I refuse to be a part of the problem.  I refuse to clutter the internet with free videos that are taken out of context. This is the #1 biggest problem in handstand material on the web today…

In the past, I provided a free video to teach people how to pirouette, and it resulted in them actually stagnating in their handstand progress!!

Why?  Because they were skipping steps and focusing on the bail BEFORE it was important that they do so….and they never progressed and ultimately gave up

That goes against my whole vision of more people standing on their hands.

That’s the main reason I created  The 15-Second Handstand: A Beginner’s Guide – to finally create a handstand-fear-conquering guide, where the RIGHT progression is laid out step by step. It’s the ultimate guide to help you get over your fears and START doing handstands TODAY!



12 Responses to “What is the Pirouette Bail?”

  1. Juan D January 26, 2013 at 4:26 pm #

    Great stuff Chris! I love all of these articles. Seriously, keep them coming!!

  2. Paul Bryan August 26, 2013 at 2:29 am #

    Just wanted to say, thanks for the info on the Pirouette Bail. I was practicing my handstands in the park with my son holding my legs (not quite up to free handstands on my own yet), when my three year old daughter ran up and pushed me in the stomach. Instead of panicking about over-balancing, before I even realized it, I had pirouette bailed around and came down safely and easily. I think if this had happened before reading this post, I would have freaked out and crash landed in a rather undignified and painful way. Thanks for helping me avoid that!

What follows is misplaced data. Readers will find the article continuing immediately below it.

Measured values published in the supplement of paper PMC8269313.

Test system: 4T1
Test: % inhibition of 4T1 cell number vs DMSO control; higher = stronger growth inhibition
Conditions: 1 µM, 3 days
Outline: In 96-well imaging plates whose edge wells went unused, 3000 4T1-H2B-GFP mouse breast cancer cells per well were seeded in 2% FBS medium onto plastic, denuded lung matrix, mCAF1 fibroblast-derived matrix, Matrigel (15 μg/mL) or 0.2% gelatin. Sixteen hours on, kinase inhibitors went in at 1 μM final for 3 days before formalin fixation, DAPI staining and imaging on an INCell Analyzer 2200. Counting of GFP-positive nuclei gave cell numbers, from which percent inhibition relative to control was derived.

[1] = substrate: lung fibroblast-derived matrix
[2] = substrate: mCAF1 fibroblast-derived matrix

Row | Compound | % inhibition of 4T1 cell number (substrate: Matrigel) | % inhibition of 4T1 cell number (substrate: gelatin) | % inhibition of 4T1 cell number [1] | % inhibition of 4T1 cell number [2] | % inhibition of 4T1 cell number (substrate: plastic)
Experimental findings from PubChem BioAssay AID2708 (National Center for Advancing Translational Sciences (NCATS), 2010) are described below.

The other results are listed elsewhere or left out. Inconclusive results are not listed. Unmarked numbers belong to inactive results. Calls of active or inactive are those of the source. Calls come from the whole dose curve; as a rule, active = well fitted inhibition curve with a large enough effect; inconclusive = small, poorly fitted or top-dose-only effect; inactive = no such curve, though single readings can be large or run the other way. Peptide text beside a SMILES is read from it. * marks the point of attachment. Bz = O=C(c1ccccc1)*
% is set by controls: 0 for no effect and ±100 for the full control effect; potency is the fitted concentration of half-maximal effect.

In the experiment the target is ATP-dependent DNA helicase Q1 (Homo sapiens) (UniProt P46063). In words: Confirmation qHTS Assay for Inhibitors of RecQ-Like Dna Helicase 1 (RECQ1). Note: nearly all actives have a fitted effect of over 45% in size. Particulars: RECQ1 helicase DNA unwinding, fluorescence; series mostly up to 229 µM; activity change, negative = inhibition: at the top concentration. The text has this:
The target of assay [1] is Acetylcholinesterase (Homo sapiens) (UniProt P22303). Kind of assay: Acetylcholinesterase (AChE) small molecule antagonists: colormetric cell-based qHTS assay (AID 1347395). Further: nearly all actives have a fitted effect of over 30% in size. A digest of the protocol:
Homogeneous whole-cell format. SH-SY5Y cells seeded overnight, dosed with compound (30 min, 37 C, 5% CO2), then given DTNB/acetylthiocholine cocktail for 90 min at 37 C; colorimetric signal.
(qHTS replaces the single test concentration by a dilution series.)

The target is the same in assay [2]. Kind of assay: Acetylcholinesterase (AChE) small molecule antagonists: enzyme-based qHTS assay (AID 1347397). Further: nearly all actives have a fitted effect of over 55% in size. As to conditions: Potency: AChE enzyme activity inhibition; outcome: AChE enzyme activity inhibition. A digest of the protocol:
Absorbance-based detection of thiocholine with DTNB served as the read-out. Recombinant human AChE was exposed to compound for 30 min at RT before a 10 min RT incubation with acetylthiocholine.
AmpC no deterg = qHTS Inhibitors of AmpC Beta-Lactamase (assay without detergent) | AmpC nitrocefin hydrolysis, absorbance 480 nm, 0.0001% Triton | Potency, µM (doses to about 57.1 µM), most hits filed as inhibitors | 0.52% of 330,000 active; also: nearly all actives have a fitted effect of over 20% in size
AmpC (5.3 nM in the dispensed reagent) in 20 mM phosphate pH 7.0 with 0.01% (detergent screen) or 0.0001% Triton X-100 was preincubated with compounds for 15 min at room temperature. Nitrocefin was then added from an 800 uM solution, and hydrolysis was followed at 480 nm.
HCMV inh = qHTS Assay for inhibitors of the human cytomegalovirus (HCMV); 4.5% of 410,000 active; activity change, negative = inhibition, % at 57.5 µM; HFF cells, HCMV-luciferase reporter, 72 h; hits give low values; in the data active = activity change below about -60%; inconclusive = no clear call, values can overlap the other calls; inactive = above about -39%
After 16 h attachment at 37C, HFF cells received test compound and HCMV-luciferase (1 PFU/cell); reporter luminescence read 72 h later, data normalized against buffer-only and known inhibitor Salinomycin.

• Chris Salvato August 26, 2013 at 10:24 am #

      It’s awesome to hear how that worked out for you — that’s the whole point! Hopefully, that experience made you realize that the chances of you falling over and landing on your back are growing more slim. As you continue to progress, you will eventually feel like you can never fall head-over-heels and will feel much more safe to kick up on your own, without a spot. 🙂 Let me know how you continue to progress!

  3. Juan October 24, 2013 at 4:25 pm #

    Is bending your arms, rolling over your shoulders and back and springing up on your feet an acceptable way of failing the handstand? 😉

    • Chris Salvato October 24, 2013 at 11:12 pm #

      That’s called the rolling bail. In my opinion, it’s not as good as learning the pirouette bail first, because pirouetting can be done absolutely anywhere, where rolling can only be done on soft, even surfaces. Since the goal of a newbie is to practice as much as possible, you want your bail to be very versatile – so the pirouette is a lot better for beginners. It’s also easier to learn for most people, because rolling tends to be really technical.

      That said, the rolling bail is really useful for advance gymnastics/tumbling combos (like handstand -> roll -> front flip). And, if you happen to learn it first, it can keep progress going while you learn to bail. 🙂